She has been with us since Feb. We have had about 6 caregivers and she has lasted longer than any of them. We tried using an agency but had such a bad experience that we decided that private care was more affordable and dependable. I really hate to lose this one and it really isn't the food, it is more that I feel cautious about trusting her now. Mom does not have valuables laying around and I take care of all the financial stuff so the food isn't something I really keep an eye on. Finding another caregiver just fills me with despair.

Thank you all so much for your helpful advice. I did speak with her without accusing just do have any idea if it was maybe thrown out. I did assure her that mom has forgotten a few things and it may be that is what happened but that she was adamant that she had two. She got very upset and was hurt that we would ever think that of her and was not sure she could continue as mom did not feel as she could trust her. After some discussion, she agreed to stay but insisted that I keep an inventory of mom's stuff so that there was not a question in the future. I do not believe she has taken anything of value so we just chalked it up to mom being forgetful and let it go. I am sort of glad I did talk to her though and feel better about things, even if ultimately, she did take it. At least she knows that other things would be noticed. I don't keep valuables in mom's area and I have possession of her checkbook and credit cards and there is nothing of value in the house.
Helpful Answer (19)
Reply to derochka
Grandma1954 Jul 23, 2020
Sounds like you handled it the right way. And the fact that she brought up keeping an inventory is great.
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Before you fill yourself to the brim with despair, can we just get this straight?

There were supposedly two bags of frozen fish cutlets in the freezer. Your mother invited you to take them home with you. When you went to the freezer you found only one bag. Any other information?

If not, then if I were to jump to any conclusion from your position, it would probably have been that my mother was mistaken about how many bags were in the freezer to begin with. Yours is that the caregiver, being in straitened financial circumstances, must be a thief.

I hope you are quite certain of your facts. But in any case, would it not be better to ask the lady about this first?

Your headline asserts: caregiver is stealing food from my mother's freezer. In fact, ONE item has gone missing as of yesterday and this has yet to be explained. So ask for an explanation.
Helpful Answer (16)
Reply to Countrymouse

I couldn't agree more with haileybug. First of all, be very very certain that you are positive this is who is taking the food.
Secondly, if there is proof, then I would ask you to sit with her and start with the positive. Tell her, "You know............, we have loved having you here. You are one of our best and most trusted caregivers. We would HATE to lose you. I am going to tell you what I know, and then I would like you to tell me your own part, because I cannot believe this would happen unless you felt quite desperate." Then tell her what is missing, how you know it was her. Ask for an explanation. I think in these times we may be missing the forest for the trees. People are very desperate. She may need pointing to resources. She may be the only one in her family working. There may be many mouths to feed.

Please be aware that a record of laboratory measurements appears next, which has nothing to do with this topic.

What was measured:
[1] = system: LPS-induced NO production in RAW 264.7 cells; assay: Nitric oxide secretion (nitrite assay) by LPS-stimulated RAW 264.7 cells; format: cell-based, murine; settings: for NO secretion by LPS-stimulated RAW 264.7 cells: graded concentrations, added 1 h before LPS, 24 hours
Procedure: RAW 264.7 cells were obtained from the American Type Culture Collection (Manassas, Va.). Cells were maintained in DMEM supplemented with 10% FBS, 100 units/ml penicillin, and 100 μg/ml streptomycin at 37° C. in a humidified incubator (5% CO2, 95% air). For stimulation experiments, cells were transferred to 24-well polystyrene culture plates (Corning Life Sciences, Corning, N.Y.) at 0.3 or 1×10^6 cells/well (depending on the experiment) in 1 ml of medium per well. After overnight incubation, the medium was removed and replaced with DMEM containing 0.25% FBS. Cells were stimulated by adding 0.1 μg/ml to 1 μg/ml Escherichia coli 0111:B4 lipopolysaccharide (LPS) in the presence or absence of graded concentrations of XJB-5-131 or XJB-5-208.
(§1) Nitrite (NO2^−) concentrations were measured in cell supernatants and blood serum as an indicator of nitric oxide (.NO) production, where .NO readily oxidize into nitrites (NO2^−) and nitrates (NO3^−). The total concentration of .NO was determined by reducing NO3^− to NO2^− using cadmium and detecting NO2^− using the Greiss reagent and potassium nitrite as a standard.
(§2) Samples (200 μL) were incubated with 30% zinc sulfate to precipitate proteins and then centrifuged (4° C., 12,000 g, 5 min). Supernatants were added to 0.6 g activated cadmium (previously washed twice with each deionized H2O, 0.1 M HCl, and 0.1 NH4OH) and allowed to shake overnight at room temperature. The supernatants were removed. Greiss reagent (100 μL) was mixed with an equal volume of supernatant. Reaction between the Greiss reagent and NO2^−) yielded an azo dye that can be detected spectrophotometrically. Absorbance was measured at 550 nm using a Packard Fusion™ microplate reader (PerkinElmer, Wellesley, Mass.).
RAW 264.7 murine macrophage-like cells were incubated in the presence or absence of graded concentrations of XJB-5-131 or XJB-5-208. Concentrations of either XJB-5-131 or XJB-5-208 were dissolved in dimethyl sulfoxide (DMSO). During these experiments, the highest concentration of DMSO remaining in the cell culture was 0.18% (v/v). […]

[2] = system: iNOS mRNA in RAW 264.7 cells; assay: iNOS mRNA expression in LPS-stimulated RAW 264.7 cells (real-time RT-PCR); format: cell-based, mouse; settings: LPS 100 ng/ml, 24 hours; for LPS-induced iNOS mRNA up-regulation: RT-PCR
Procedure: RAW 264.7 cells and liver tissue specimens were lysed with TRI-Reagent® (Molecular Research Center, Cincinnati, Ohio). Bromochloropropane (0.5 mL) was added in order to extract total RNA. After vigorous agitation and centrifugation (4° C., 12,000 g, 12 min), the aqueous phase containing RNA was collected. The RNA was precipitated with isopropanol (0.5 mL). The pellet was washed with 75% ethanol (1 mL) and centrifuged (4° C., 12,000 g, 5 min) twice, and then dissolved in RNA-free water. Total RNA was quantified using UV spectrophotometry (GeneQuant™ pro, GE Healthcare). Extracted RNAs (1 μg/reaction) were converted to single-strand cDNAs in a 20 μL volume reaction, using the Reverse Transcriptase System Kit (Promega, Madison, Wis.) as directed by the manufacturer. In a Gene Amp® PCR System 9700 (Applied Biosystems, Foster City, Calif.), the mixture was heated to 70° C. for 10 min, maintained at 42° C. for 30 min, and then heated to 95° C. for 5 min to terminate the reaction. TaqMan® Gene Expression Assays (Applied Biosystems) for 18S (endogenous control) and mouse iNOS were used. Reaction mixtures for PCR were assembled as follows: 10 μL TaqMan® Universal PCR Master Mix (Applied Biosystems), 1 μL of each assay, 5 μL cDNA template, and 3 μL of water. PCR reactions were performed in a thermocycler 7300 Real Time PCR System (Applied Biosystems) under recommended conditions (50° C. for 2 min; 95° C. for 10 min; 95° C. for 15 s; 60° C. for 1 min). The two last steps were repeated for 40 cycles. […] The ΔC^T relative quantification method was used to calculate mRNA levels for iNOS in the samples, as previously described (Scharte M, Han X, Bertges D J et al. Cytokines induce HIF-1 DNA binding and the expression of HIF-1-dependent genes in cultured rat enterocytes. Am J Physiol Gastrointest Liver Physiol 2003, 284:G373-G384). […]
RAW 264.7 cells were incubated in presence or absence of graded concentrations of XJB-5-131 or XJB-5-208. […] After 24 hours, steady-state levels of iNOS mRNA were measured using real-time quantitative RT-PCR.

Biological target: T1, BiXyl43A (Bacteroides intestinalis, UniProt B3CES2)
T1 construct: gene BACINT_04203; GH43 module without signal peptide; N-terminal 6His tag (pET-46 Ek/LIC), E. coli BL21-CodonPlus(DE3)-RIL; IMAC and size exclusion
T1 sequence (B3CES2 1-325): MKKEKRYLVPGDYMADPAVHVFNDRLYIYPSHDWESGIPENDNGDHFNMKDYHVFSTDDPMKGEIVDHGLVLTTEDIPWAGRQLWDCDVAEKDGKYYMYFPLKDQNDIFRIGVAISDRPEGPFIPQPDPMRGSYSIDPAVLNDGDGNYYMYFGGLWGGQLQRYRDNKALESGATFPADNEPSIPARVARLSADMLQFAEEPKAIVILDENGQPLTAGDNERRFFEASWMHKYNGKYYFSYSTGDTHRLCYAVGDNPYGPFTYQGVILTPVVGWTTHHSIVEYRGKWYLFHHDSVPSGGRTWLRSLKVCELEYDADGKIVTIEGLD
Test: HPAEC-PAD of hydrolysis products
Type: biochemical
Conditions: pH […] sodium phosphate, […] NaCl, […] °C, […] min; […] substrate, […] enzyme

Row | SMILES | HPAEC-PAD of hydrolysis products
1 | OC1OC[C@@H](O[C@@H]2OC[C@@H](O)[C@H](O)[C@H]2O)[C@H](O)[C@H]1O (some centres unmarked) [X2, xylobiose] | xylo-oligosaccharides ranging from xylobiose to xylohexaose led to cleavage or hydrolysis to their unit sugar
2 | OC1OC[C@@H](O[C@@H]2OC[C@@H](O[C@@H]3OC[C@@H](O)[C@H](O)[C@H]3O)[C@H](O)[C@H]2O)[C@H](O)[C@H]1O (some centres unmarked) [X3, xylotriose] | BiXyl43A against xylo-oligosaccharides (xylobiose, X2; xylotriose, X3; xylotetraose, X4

At the very least you are giving this woman a chance to own this, to try to explain it, to learn from it going forward.
I would speak with her.
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Reply to AlvaDeer
BarbBrooklyn Jul 21, 2020
I can't tell you just how much I agree with Alva. There are so many possibilities here.

If you just "let this go" but leave a cloud hanging over this women's reputation, you are doing her a great injustice.

Give her the benefit of the doubt and see if she gives you a reasonable explanation.

If she is a thief, she's testing the waters and it behooves you to let her know you've noticed.

If she has a hungry family to feed, you can help her get aid, or share some of your abundance and perhaps easier access to good food.

If your mother insisted she take the fish but no longer remembers that, you have an entirely different problem on your hands.

I don't see how you lose by asking.
My mom’s nurse couldn’t win w my brother POA (I live out of country)
She apparently found too many things that went missing-leading to my brother becoming suspicious that she was behind all the missing stuff hidden away in sock drawers, freezer, under beds and in shoes-
my brother let her go -my mom was distraught for weeks-
the missing ‘stuff’ continued and they found a lot of it because it was still put in the usual places
so be really careful accusing anyone of taking stuff especially from an Alzheimer’s patient
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Reply to LuluRoxy
NobodyGetsIt Jul 22, 2020
Very true - I think it's just good to know that when bringing any stranger into the home especially for someone with cognitive issues that there is always a "possibility" of it happening and to just use extra precautions for preventative measures. When I moved my mom into AL in 2015, I brought a gift I had bought her many years ago. It was a small lawn ornament since she liked gardening so much. I bought it for her when she helped me after my husband and I had bought our first house. I thought it would be nice to put it in her bedroom but, when we moved her in May and I had to give the facility a list of items to pack up since we weren't allowed in (they did have the original inventory list I gave them upon move-in) the Administrator said there was no such item in her room. So apparently someone really thought it was cute - and it was - or it was because it was "Precious Moments" which is considered a "collectible". I had no idea that it could have been worth around $125. Now, it's gone forever - it's not about the money though - it was a sentimental thing and I wanted to keep it at our home. Lesson learned!